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Author(s) BIO Joseph Hinshaw was born in Indianapolis in the early 1950s. His stories and visions are born through the times of his childhood and early years for these stories. It was a time of science, racism, discovery and hope. After surviving cancer and several other health issues what was left was hope and the time to filter his earlier days into these stories. His family history was brought to him from a book from a distant relative that his father purchased through the mail. It was not a professional book but carried a lot of information and sparked his interest to learn more. It was around this same time that he wrote his first book on an old Underwood typewriter through the hunt and peck typing method that eventually grew to a 281 page, single spaced, double sided book. He was very proud of his effort but left it on his dresser and his mother swept it off to the trash can and out to the curb before he knew it was missing. She had strict rules about leaving anything on table or counter tops. He read the family bible and the book many times. He tried to track the outlying stories of some parts but found it impossible for his limited resources before the internet age. The Internet age changed that and the search was on. He wanted to model this series after Alex Haley and John Jakes type of books. He began at a point in the late 1500s and early 1600s near Liverpool in England and will move forward to current day America with the family’s trials and tribulations through their history.

Book Description (Synopsis)

The Hinshaw Family was an important family in England and had many famous members on both sides of the civil wars of the time under the Scottish rulers who wished to bring the three countries of England, Ireland and Scotland under one united banner. This idea in itself was not so bad. In fact the first of the kings, King James VI of Scotland was a good king. His son, Charles I, was not a good king and eventually lost his head to the treachery. William Henshaw married Katherine Houghton and produced two sons, Joshua and Daniel. Shortly before Daniel’s birth the civil war came to Liverpool. The siege lasted only a short time but the boy’s father and grandfather lay dead when it ended. Shortly after the plague came to Liverpool and claimed their mother. A steward from the Stanley Family was appointed.

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Back Cover Description

The Hinshaw Family was an important family in England and had many famous members on both sides of the civil wars of the time under the Scottish rulers who wished to bring the three countries of England, Ireland and Scotland under one united banner. This idea in itself was not so bad. In fact the first of the kings, King James VI of Scotland was a good king. His son, Charles I, was not a good king and eventually lost his head to the treachery. William Henshaw married Katherine Houghton and produced two sons, Joshua and Daniel. Shortly before Daniel’s birth the civil war came to Liverpool. The siege lasted only a short time but the boy’s father and grandfather lay dead when it ended. Shortly after the plague came to Liverpool and claimed their mother. A steward from the Stanley Family was appointed. He was not an honorable man and sought an alignment with the Reverend Richard Mather to plan the demise of the Henshaw holdings with the passing of the elder family members.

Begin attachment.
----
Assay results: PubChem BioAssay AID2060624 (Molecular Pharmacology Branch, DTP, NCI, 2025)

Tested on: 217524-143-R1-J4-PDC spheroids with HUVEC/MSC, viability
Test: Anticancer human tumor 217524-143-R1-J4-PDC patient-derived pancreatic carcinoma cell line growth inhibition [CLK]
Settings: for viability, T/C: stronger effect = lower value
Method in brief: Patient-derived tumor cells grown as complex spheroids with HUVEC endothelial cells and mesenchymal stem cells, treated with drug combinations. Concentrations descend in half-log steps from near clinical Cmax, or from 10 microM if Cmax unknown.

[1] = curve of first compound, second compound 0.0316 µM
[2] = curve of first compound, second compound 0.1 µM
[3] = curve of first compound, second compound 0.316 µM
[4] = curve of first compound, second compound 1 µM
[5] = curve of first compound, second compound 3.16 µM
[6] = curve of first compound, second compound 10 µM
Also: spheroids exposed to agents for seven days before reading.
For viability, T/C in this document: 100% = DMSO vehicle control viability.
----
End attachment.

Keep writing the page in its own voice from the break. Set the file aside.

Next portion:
Author's Book Dedication

This book is dedicated to my parents, grandparents, aunts, uncles, cousins daughter, son and grandchildren and those that came before and will come after this time.

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113000

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Four Generations is the story of a family. It is a flawed family but came from good stock.

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World History
General Historical Background of the Three Kingdoms
100 BC to 1066 AD to 1276 AD to Present
The United Kingdom of the current day has a rich history. There is evidence of settlement as far back as 700,000 BC. It was under constant settlement from the Bronze Age. It was invaded multiple times over the early years depositing diverse gene pools and cultural, religious and ethnic backgrounds in the area.
It had various names. In the early ages it was known as Albion. Later it was called Britannia and then England and Great Britain. It is now part of the United Kingdom reflecting the joining of the Kingdoms of England, Ireland and Scotland under one government
Early settlements were of warrior clans or invaders and this like many things I have discovered in my family history and current events set a pattern that would simply be repeated from that time and most likely into the future.
Celts and Britons
During the Bronze Age (700 to 400 BC) the British Isles were populated by the Celts along with western and central Europe. The Celts were also in Ireland and Asia Minor. They ruled the area prior to the Roman period. The Celts were called many names:
To the Greeks—Keltoi, To the Romans—Gauls or Galli Gauls: France, Galicia: Spain, Galatians
The Celts were split into tribes and never became an empire. In Scotland and Ireland they were called clans. Below are some of the known names.

Names of some of the Celtic Tribes/Clans in Britain/Ireland/ Scotland: